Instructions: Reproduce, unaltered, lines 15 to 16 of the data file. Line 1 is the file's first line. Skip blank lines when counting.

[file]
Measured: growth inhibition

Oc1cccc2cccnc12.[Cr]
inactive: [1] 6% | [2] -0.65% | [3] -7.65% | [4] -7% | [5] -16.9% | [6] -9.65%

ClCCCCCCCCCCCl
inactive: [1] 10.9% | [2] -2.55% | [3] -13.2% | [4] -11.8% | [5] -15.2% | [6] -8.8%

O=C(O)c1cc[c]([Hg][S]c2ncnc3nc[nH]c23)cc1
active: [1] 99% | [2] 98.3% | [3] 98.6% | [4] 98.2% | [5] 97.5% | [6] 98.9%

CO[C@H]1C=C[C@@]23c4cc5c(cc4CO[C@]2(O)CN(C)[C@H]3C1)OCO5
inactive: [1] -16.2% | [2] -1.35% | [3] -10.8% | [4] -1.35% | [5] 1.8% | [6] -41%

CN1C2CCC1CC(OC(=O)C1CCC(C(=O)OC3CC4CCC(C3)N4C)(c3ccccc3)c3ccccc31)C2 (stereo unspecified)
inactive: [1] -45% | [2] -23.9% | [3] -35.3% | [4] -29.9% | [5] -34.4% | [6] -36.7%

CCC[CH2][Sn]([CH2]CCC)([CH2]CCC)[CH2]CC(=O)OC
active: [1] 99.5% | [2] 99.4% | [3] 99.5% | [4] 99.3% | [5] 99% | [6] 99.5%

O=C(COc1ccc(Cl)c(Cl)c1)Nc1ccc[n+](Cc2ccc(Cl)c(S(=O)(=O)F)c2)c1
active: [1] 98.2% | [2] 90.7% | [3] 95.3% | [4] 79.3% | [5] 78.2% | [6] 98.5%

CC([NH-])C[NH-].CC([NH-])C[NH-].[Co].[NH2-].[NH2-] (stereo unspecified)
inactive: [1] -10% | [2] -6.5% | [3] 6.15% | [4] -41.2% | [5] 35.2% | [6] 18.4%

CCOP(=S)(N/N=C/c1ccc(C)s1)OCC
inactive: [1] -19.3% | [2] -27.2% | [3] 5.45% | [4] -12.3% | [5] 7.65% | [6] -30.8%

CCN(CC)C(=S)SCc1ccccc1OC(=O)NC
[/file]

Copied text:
active: [1] 98.2% | [2] 90.7% | [3] 95.3% | [4] 79.3% | [5] 78.2% | [6] 98.5%

CC([NH-])C[NH-].CC([NH-])C[NH-].[Co].[NH2-].[NH2-] (stereo unspecified)